Cookies on this website

We use cookies to ensure that we give you the best experience on our website. If you click 'Accept all cookies' we'll assume that you are happy to receive all cookies and you won't see this message again. If you click 'Reject all non-essential cookies' only necessary cookies providing core functionality such as security, network management, and accessibility will be enabled. Click 'Find out more' for information on how to change your cookie settings.

Aim: Type 1 diabetes guidelines recommend annual monitoring of albumin-creatinine ratio (ACR) to detect nephropathy. Annual monitoring for conditions such as dyslipidemia leads to high rates of false-positive diagnoses. We estimated rates of false-positive and false-negative diagnoses under annual, biennial and triennial monitoring. Methods: Using Oxford Regional Prospective Study (ORPS) data we modelled ACR over time. Using simulation we estimated numbers of positive and negative diagnoses and the proportion that are false, over 6 years of monitoring, when assessment intervals are 1, 2 or 3 years. Results: Average increase per year (95%. C.I.) in ACR was 3,5% (2,0-5,0%) for males and 4,8% (3,2-6,5%) for females. By 6 years, annual monitoring would lead to 56 (49-63) false-positive diagnoses for every 100 positive diagnoses of micro-albuminuria, biennial to 49 (42-57) false-positives and triennial to 46 (39-53). For every 100 negative diagnoses, annual monitoring would lead to 1,2 (0,8-1,5) false-negatives, biennial to 2,3 (1,7-3,0) and triennial to 3,0 (2,2-3,8). Conclusion: Less frequent monitoring would result in fewer false-positive diagnoses, but increased false negatives, or missed diagnoses. The clinical implications of these scenarios need further investigation through cost-benefit analysis. © 2012 Elsevier Ireland Ltd.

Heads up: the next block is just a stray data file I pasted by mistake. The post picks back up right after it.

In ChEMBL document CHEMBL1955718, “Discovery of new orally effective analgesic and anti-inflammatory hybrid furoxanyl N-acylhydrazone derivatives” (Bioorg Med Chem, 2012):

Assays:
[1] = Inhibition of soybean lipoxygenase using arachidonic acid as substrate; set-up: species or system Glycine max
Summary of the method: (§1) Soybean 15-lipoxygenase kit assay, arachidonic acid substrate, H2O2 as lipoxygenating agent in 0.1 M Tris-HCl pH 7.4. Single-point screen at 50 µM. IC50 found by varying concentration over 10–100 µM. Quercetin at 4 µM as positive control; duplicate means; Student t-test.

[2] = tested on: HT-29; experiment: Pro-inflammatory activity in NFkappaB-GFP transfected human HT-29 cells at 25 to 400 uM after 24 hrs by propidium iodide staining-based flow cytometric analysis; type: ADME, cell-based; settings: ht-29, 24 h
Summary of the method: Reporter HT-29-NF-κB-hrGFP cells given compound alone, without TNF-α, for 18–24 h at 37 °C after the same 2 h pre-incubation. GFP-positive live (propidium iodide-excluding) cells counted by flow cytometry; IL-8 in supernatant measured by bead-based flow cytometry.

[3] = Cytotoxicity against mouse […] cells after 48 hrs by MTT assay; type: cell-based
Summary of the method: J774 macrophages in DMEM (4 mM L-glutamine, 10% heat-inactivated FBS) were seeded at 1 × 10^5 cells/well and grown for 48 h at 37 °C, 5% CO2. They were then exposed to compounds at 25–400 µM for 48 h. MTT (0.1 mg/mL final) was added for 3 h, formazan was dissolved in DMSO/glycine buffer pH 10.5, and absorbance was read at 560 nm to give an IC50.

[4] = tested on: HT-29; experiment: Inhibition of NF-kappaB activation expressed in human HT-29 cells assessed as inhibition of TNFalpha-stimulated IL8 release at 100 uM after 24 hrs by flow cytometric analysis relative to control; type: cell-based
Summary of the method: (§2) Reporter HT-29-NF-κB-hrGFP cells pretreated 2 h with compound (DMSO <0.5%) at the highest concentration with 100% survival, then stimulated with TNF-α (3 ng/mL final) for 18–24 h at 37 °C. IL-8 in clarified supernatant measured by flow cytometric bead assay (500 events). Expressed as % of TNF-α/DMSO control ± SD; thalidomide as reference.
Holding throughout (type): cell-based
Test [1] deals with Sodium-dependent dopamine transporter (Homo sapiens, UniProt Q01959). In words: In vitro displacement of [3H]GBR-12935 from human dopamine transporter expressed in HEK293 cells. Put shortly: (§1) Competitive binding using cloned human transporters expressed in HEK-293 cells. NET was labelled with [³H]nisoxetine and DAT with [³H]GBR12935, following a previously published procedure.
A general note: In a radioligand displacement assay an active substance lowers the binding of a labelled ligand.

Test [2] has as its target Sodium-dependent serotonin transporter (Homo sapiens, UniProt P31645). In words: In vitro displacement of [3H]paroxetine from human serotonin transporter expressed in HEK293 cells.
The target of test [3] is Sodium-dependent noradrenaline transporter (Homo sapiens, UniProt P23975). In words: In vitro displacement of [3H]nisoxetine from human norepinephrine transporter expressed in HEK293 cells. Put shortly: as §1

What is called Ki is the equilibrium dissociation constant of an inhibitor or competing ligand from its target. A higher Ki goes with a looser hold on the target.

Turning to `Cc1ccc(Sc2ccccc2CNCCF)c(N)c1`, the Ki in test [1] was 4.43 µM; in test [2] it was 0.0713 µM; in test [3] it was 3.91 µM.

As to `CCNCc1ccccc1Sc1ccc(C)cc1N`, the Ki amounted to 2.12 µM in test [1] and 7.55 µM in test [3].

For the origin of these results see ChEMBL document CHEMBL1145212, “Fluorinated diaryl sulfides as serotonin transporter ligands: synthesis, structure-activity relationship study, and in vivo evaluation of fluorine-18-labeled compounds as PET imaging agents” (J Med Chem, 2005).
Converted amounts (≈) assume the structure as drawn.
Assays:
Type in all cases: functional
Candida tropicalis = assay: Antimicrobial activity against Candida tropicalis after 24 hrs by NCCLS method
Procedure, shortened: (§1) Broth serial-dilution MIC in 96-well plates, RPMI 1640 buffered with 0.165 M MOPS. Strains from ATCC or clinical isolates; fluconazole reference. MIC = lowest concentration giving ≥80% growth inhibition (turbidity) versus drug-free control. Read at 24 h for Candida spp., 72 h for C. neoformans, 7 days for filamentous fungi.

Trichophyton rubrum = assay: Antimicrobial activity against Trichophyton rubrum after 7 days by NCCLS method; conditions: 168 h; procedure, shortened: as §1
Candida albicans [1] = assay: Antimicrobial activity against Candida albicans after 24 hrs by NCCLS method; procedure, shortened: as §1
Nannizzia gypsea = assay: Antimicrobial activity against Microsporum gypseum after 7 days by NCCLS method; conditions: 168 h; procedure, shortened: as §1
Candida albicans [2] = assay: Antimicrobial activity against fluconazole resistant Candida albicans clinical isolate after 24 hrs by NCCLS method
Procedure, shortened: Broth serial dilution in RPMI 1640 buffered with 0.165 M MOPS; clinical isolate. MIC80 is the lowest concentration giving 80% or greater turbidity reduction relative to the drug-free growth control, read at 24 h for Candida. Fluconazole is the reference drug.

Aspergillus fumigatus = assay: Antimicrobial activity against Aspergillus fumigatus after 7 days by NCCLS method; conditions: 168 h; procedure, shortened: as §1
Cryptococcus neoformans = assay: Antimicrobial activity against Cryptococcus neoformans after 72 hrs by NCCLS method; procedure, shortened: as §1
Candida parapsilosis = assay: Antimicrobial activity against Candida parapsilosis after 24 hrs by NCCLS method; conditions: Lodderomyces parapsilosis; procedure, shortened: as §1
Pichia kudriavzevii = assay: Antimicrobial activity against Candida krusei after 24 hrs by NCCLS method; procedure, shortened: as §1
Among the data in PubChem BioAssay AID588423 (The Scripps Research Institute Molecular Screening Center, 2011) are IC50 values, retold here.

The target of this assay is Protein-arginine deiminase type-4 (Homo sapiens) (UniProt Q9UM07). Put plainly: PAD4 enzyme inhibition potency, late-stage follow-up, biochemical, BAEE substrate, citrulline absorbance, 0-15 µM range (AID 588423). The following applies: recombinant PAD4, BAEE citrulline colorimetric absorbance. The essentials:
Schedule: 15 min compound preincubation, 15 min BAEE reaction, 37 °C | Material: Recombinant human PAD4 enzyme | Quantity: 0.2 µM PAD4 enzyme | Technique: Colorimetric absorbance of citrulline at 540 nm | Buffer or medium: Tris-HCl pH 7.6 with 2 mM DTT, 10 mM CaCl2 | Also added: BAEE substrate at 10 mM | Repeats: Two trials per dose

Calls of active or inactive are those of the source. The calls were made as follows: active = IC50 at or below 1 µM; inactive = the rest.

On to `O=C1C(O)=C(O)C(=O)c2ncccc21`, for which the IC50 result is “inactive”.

Original publication




Journal article


Diabetes Research and Clinical Practice

Publication Date





307 - 314